Thursday, October 08, 2009

America Will Build No More Great Cities

Bloggers blog for different reasons. I'm looking for a good conversation and I've found one with Aaron Renn about Charlotte. However, our exchange has been preempted by Jon Talton:

Now Wachovia is gone, a victim of the greed and bad bets of its executives. Bank of America has been badly wounded in the banking mess, particularly its acquisition of Merrill Lynch. Now CEO Ken Lewis has suddenly announced his resignation with no succession plan. A bully who pushed out talent that intimidated him, Lewis has done further damage to the nation’s largest bank. Worse, he didn’t share McColl’s deeply personal passion to build Charlotte as a great city, yet he was the last major bank official with a tie to the city. It will be very hard for BofA to avoid the gravitational pull of New York as the capital of America’s capital markets. A successor could likely begin a slow — or fast — move of the headquarters north. This pressure will only be intensified by the consolidation and restructuring going on in finance now.

Read the entire post. The juxtaposition of Chicago and Charlotte is strikingly similar to what Aaron has written. Charlotte could have been a great city. Instead, it is a symbol of America's waning global hegemony.

The other thread in Talton's piece is something I could have written. America's urban frontier is closed. That said, I don't appreciate the geographic fetishism:

Real cities — with high concentration of population, walkable neighborhoods, transit, lovely civic design, high quality of life and numerous assets — will have a much better future in a world of expensive energy, global competition for talent and capital, and the increasing stresses and costs from sprawl’s environmental and social degradation.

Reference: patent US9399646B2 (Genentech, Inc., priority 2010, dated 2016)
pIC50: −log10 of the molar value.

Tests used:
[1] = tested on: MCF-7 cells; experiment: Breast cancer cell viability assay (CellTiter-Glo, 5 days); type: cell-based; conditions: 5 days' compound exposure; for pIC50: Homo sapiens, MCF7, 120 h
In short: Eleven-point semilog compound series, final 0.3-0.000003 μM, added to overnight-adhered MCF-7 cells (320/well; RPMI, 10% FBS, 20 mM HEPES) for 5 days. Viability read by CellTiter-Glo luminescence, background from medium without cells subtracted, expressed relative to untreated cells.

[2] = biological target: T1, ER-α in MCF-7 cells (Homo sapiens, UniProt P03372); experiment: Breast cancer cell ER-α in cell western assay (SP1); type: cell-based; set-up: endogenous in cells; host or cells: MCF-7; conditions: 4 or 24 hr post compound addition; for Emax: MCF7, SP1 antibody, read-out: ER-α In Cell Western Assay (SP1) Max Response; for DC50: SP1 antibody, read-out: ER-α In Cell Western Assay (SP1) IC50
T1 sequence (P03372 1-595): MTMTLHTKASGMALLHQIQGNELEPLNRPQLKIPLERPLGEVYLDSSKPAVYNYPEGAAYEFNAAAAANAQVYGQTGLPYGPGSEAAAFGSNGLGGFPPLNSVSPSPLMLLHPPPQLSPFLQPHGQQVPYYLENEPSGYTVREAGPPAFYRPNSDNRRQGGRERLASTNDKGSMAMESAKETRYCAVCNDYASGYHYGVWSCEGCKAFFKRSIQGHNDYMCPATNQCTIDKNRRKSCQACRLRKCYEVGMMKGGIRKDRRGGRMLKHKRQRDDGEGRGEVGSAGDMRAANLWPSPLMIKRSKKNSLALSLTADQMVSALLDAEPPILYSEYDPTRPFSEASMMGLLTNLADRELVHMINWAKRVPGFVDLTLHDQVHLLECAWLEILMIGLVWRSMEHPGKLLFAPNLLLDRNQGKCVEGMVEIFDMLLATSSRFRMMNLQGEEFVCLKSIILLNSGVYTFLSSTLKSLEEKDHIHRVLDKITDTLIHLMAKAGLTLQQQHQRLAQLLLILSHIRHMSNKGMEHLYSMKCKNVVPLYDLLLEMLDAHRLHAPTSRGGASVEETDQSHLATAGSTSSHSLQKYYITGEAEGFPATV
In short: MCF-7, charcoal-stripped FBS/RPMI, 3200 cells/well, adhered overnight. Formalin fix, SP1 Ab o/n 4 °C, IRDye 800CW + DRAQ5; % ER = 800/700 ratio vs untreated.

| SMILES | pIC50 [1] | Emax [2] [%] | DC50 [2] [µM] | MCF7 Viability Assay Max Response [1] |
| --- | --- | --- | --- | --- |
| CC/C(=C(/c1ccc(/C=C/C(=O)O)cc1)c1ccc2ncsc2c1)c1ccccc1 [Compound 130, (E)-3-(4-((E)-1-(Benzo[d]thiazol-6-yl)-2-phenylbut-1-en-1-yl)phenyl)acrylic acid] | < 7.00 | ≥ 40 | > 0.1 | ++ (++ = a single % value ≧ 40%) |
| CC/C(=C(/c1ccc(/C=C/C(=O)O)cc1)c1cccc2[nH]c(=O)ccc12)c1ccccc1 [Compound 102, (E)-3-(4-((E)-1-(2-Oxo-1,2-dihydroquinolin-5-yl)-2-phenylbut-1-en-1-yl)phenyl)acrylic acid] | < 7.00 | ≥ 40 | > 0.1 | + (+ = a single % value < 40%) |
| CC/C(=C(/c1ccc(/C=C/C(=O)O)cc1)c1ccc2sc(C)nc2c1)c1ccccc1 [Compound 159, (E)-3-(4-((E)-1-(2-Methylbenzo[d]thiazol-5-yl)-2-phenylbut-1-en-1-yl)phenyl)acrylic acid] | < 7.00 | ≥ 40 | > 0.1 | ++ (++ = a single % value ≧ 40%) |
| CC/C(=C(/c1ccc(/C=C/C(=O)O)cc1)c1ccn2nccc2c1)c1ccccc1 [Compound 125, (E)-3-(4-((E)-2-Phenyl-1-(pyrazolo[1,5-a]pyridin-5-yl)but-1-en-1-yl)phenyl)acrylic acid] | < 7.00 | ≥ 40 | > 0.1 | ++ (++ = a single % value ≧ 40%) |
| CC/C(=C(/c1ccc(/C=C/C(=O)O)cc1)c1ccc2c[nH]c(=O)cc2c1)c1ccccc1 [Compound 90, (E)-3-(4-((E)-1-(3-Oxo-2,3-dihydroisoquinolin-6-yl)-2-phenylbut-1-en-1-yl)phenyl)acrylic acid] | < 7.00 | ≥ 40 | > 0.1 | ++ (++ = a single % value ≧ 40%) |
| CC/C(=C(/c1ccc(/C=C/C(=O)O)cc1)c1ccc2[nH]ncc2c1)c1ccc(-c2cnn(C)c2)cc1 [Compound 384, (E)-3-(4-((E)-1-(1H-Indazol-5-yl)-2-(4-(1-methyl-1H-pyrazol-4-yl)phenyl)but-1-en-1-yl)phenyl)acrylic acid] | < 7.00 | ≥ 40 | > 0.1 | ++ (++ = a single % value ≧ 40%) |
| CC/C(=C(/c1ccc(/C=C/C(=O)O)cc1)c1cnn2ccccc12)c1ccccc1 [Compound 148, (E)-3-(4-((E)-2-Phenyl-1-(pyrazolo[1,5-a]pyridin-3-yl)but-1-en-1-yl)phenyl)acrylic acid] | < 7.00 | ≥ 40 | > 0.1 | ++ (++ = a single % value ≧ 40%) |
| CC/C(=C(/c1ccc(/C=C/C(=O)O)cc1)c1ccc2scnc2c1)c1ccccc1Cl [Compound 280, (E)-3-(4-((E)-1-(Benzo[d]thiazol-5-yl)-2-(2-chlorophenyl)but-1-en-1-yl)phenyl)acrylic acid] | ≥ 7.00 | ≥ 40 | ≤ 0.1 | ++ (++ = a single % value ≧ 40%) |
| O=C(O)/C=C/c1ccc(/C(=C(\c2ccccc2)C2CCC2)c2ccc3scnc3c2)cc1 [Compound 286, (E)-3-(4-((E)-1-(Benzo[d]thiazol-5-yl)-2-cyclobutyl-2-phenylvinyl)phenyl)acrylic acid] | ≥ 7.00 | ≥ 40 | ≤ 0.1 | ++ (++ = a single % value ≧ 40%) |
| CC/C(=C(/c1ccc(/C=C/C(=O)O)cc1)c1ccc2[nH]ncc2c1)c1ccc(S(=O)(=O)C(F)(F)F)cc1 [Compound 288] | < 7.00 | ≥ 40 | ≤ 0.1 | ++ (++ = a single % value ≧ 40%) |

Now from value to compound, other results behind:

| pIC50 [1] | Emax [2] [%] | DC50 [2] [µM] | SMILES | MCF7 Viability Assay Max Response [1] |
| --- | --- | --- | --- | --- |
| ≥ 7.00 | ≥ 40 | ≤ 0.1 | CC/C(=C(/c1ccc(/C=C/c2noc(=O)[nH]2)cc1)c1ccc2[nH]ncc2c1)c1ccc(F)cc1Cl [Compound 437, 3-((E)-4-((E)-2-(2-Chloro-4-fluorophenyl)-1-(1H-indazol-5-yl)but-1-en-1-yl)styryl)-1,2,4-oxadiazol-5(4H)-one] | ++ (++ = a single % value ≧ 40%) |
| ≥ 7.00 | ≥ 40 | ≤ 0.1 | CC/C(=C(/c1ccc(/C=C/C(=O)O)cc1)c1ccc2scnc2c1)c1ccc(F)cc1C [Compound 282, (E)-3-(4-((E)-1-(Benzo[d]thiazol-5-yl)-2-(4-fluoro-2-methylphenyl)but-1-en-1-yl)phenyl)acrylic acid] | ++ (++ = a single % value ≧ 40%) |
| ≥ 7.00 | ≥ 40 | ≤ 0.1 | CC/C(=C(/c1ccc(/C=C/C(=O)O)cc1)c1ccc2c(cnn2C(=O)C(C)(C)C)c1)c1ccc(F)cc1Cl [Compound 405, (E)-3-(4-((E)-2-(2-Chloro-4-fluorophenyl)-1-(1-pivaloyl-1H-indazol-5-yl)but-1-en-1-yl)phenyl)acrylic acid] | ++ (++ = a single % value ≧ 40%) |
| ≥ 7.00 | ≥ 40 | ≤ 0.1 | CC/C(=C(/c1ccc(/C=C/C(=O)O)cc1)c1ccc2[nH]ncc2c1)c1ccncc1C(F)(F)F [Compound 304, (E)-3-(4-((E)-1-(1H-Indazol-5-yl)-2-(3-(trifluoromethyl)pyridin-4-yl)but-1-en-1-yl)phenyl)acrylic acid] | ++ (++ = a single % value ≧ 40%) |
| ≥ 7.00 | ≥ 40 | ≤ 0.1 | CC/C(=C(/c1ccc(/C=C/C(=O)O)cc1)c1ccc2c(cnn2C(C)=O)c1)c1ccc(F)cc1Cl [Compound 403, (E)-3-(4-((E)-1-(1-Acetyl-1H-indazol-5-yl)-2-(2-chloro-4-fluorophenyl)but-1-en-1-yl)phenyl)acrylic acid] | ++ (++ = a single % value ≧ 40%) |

Europe is enhancing its cities while Asia is building new ones. America is frozen in place.

Real cities? Everywhere else gets it, but America doesn't? That kind of hyperbole reminds me of 1991 in the United States. Hegemonic decline was all the rage. I vividly recall Peter Taylor trying to assure his audience at the University of Colorado that the fall of empire didn't signal the end of days. He used the United Kingdom as an example. But folks weren't listening. We were doomed, frozen in place as the rest of the world raced passed us.

During this global reset, a new kind of bold ambition must emerge. I see this energy in Youngstown, a city that those in Europe surely appreciate. The Sun Belt and California are testament to our ability to rise out of the 1991 recession. The decade of the 1990s was the golden age of sprawl. Looking forward, the upcoming decade will celebrate the recycled city. The urban frontier is shifting. Sorry, Charlotte.

1 comment:

Schultz said...

Come visit Raleigh. While you there come visit Durham, a smaller but equally trans-formative and potentially great American city. Raleigh has a population of close to 400,000. They are expecting it to grow to close to 700,000 within the next two decades. The city of Durham struggled for a long time but it has been undergoing a true renaissance. Whenever I visited Charlotte's downtown area I thought "this place looks too new, too fake" and I think the article you posted confirms what I was feeling at the time. Contrast Charlotte to Raleigh-Durham, which, while relying heavily on health care and pharma, is a pretty diverse economic region.